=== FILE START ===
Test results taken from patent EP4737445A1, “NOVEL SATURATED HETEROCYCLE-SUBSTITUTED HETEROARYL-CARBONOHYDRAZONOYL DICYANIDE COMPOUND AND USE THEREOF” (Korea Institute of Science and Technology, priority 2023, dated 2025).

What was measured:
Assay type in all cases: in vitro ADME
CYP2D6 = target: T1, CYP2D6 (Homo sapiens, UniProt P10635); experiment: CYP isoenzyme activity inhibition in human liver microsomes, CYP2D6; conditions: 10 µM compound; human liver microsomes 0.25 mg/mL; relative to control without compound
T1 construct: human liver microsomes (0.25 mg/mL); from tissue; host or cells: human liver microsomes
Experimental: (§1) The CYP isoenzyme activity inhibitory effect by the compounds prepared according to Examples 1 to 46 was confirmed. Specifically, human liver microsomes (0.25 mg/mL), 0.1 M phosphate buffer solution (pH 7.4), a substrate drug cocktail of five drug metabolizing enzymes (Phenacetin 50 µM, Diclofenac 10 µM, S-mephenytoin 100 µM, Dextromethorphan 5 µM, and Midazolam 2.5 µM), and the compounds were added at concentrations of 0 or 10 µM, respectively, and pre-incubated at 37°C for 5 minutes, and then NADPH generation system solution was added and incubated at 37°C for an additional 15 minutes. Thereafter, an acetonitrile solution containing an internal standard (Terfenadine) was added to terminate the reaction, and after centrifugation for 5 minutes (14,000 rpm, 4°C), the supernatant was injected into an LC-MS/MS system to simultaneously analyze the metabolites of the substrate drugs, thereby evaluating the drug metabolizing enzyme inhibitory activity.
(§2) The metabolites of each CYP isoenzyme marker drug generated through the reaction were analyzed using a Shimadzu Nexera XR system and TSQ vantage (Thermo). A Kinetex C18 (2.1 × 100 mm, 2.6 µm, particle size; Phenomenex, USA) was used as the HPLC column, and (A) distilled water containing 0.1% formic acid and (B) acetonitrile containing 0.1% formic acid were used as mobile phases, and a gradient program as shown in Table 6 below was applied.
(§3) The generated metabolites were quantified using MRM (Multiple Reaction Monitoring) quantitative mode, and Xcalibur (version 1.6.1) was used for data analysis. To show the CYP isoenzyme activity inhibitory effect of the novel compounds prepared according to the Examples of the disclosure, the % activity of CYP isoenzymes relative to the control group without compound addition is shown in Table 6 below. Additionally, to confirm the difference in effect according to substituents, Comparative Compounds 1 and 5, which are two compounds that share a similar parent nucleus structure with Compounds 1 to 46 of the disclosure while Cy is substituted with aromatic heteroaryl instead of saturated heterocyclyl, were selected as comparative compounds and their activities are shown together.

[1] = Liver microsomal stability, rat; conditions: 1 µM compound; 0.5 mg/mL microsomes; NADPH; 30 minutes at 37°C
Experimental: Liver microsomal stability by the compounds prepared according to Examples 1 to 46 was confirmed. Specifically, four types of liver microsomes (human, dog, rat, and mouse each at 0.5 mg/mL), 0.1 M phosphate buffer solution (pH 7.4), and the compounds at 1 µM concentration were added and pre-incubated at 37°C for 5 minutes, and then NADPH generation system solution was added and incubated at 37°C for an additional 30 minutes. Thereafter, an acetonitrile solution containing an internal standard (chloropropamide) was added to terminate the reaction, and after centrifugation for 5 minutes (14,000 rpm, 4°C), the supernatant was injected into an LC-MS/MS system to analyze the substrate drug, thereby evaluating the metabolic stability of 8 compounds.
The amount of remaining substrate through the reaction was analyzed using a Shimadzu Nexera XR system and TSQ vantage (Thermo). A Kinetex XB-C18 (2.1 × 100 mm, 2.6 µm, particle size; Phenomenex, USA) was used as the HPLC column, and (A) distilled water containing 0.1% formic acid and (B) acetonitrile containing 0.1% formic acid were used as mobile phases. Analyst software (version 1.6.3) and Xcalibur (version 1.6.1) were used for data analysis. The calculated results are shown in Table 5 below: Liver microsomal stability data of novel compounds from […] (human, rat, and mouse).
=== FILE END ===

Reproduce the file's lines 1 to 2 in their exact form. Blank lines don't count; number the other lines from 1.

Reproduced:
Test results taken from patent EP4737445A1, “NOVEL SATURATED HETEROCYCLE-SUBSTITUTED HETEROARYL-CARBONOHYDRAZONOYL DICYANIDE COMPOUND AND USE THEREOF” (Korea Institute of Science and Technology, priority 2023, dated 2025).

What was measured: